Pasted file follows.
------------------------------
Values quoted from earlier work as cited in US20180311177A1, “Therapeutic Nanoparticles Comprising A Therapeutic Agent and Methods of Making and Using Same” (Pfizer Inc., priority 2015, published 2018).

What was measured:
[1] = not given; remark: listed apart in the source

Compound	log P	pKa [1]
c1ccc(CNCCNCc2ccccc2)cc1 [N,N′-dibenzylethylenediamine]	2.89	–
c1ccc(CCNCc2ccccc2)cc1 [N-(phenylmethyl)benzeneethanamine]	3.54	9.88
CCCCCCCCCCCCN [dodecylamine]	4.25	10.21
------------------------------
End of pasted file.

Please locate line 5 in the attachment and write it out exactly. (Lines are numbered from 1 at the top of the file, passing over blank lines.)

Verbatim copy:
c1ccc(CNCCNCc2ccccc2)cc1 [N,N′-dibenzylethylenediamine]	2.89	–